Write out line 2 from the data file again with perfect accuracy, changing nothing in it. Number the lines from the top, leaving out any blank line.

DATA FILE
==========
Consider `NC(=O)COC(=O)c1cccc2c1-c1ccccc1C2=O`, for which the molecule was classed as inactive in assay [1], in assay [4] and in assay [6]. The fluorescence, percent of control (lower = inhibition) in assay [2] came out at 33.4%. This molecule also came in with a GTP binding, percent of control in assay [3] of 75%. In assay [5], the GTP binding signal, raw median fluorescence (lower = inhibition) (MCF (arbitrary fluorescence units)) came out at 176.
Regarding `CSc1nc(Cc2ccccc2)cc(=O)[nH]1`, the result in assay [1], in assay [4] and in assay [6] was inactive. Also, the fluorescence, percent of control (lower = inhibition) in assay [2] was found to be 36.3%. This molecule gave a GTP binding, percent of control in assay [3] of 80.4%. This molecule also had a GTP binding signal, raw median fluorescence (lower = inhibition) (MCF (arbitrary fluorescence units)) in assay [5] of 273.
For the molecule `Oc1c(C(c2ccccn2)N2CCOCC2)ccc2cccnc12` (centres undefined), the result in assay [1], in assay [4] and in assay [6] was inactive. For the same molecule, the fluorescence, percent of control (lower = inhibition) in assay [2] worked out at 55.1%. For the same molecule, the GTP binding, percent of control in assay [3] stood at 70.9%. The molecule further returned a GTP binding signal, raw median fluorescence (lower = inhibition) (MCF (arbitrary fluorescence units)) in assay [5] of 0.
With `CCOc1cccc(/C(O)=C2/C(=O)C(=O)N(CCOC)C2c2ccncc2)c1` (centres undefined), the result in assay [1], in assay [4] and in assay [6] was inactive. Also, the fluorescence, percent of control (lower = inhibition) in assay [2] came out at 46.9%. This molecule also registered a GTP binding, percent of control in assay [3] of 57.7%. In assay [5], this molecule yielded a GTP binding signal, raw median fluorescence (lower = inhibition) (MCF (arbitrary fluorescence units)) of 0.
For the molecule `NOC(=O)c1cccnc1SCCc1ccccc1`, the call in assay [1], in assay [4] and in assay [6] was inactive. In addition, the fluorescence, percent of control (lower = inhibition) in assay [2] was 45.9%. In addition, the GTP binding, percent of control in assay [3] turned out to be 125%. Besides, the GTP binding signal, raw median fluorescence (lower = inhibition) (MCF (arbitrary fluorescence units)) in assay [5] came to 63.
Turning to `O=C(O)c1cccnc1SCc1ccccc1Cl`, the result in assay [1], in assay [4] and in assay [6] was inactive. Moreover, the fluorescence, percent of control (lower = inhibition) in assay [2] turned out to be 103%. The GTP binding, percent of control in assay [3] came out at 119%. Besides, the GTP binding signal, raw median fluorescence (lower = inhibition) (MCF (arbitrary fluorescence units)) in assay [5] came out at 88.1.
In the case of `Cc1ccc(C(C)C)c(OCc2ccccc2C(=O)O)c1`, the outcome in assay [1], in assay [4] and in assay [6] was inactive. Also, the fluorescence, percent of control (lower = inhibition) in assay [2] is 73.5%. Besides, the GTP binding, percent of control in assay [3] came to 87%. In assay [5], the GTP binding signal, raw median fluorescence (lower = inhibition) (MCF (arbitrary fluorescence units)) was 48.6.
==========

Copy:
Regarding `CSc1nc(Cc2ccccc2)cc(=O)[nH]1`, the result in assay [1], in assay [4] and in assay [6] was inactive. Also, the fluorescence, percent of control (lower = inhibition) in assay [2] was found to be 36.3%. This molecule gave a GTP binding, percent of control in assay [3] of 80.4%. This molecule also had a GTP binding signal, raw median fluorescence (lower = inhibition) (MCF (arbitrary fluorescence units)) in assay [5] of 273.